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Lipoma-preferred partner is a protein that in humans is encoded by the LPP gene.[5][6]

LPP
Identifiers
Aliases LPP, LIM domain containing preferred translocation partner in lipoma
External IDs MGI: 2441849 HomoloGene: 4075 GeneCards: LPP
Gene location (Human)
Chromosome 3 (human)
Chr. Chromosome 3 (human)[1]
Chromosome 3 (human)
Genomic location for LPP
Genomic location for LPP
Band 3q27.3-q28 Start 188,153,284 bp[1]
End 188,890,671 bp[1]
RNA expression pattern
PBB GE LPP 202821 s at fs.png
More reference expression data
Orthologs
Species Human Mouse
Entrez
Ensembl
UniProt
RefSeq (mRNA)

NM_001167671
NM_001167672
NM_005578

NM_001145952
NM_001145954
NM_178665

RefSeq (protein)

NP_001161143
NP_001161144
NP_005569

NP_001139424
NP_001139426
NP_848780

Location (UCSC) Chr 3: 188.15 – 188.89 Mb Chr 3: 24.39 – 24.99 Mb
PubMed search [3] [4]
Wikidata
View/Edit Human View/Edit Mouse

FunctionEdit

Lipoma-preferred partner is a subfamily of LIM domain proteins that are characterized by an N-terminal proline rich region and three C-terminal LIM domains. The encoded protein localizes to the cell periphery in focal adhesions and may be involved in cell-cell adhesion and cell motility. This protein also shuttles through the nucleus and may function as a transcriptional co-activator. This gene is located at the junction of certain disease related chromosomal translocations which result in the expression of fusion proteins that may promote tumor growth.[6]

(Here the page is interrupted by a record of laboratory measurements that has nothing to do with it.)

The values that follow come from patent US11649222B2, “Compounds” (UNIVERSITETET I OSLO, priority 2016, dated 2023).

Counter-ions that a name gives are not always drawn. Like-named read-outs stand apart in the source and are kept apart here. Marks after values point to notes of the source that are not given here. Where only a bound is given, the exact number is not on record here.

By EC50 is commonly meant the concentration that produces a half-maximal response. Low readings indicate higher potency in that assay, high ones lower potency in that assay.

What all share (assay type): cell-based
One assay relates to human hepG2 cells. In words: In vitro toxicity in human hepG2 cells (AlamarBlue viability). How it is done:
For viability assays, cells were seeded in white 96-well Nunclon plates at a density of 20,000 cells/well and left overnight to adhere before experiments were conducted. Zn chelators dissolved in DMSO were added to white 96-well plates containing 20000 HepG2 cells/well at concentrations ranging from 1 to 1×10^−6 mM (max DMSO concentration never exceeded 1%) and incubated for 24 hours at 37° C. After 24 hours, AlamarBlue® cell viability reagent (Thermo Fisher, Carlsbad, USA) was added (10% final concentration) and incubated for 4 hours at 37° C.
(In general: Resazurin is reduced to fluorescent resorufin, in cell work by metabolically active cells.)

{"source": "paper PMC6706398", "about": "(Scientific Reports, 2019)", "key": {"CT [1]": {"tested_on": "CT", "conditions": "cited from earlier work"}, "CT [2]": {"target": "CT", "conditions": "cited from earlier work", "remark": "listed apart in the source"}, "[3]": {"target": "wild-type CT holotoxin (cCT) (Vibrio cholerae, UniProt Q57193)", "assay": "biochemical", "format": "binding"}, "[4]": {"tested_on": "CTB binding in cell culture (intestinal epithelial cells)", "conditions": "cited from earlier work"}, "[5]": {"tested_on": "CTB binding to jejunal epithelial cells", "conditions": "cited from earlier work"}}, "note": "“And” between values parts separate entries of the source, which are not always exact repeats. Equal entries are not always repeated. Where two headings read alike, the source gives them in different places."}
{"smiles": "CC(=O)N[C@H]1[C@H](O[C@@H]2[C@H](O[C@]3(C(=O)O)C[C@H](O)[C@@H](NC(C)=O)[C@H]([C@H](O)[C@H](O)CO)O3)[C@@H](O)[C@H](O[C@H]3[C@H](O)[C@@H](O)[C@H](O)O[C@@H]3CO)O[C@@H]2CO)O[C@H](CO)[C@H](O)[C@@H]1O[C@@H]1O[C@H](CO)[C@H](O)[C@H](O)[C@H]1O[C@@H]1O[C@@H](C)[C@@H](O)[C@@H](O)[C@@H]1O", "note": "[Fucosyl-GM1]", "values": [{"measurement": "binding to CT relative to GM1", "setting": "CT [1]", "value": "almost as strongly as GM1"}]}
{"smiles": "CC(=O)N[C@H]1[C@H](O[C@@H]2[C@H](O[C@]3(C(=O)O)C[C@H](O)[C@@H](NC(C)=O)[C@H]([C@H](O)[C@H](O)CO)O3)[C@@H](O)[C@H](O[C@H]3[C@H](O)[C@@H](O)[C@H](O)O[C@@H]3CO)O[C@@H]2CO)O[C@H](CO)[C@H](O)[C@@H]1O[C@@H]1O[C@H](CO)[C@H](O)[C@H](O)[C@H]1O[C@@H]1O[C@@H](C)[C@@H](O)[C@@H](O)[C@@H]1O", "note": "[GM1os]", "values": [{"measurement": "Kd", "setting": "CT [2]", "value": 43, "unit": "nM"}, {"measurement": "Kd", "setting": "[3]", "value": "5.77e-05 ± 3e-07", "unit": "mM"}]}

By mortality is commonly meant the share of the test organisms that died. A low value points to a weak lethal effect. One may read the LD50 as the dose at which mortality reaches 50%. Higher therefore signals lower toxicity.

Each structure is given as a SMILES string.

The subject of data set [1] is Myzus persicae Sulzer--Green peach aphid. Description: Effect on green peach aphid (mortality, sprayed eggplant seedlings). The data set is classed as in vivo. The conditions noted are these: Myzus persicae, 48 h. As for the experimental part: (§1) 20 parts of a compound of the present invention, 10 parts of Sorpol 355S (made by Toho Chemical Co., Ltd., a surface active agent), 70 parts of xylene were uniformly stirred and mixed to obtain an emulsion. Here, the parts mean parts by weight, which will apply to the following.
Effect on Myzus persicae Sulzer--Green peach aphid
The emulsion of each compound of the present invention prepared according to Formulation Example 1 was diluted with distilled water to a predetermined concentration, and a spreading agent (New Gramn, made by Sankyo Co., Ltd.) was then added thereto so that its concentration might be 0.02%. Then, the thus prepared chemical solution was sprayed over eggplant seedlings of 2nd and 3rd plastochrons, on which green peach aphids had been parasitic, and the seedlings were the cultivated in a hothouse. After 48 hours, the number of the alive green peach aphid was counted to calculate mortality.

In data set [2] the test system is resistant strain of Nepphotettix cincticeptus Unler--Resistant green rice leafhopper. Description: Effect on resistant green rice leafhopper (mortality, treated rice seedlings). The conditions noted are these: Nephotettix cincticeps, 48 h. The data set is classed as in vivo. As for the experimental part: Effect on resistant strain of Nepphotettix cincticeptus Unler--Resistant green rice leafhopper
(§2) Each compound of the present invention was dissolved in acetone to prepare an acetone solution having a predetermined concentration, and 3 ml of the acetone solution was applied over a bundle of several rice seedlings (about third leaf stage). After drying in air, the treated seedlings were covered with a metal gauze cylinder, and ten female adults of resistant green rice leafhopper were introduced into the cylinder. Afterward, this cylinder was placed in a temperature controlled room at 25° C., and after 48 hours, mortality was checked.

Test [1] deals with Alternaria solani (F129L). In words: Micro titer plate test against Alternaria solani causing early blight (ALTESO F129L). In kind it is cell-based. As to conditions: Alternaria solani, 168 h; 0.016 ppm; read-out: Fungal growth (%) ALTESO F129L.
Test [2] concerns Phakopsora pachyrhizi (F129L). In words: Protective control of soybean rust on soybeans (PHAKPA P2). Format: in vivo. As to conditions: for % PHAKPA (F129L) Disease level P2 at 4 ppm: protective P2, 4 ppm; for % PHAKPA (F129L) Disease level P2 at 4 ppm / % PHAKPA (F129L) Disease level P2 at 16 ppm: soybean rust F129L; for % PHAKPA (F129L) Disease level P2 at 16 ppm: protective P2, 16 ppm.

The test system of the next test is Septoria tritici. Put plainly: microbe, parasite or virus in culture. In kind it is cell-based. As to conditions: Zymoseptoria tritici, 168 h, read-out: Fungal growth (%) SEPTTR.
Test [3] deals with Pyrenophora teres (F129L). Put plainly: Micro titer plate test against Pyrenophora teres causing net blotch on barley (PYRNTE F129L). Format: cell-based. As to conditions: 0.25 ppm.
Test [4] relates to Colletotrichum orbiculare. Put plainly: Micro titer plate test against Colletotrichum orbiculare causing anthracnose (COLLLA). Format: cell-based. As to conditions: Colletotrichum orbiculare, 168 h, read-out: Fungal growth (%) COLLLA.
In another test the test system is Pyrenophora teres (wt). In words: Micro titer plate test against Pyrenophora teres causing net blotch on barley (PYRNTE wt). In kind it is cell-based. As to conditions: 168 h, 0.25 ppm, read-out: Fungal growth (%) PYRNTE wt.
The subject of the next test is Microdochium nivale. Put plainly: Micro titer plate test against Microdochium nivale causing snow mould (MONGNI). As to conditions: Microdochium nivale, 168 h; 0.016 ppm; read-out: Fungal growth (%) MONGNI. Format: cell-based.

ReferencesEdit

  1. ^ a b c GRCh38: Ensembl release 89: ENSG00000145012 - Ensembl, May 2017
  2. ^ a b c GRCm38: Ensembl release 89: ENSMUSG00000033306 - Ensembl, May 2017
  3. ^ "Human PubMed Reference:". 
  4. ^ "Mouse PubMed Reference:". 
  5. ^ Petit MM, Mols R, Schoenmakers EF, Mandahl N, Van de Ven WJ (Feb 1997). "LPP, the preferred fusion partner gene of HMGIC in lipomas, is a novel member of the LIM protein gene family". Genomics. 36 (1): 118–29. doi:10.1006/geno.1996.0432. PMID 8812423. 
  6. ^ a b "Entrez Gene: LPP LIM domain containing preferred translocation partner in lipoma". 

Further readingEdit

This article incorporates text from the United States National Library of Medicine, which is in the public domain.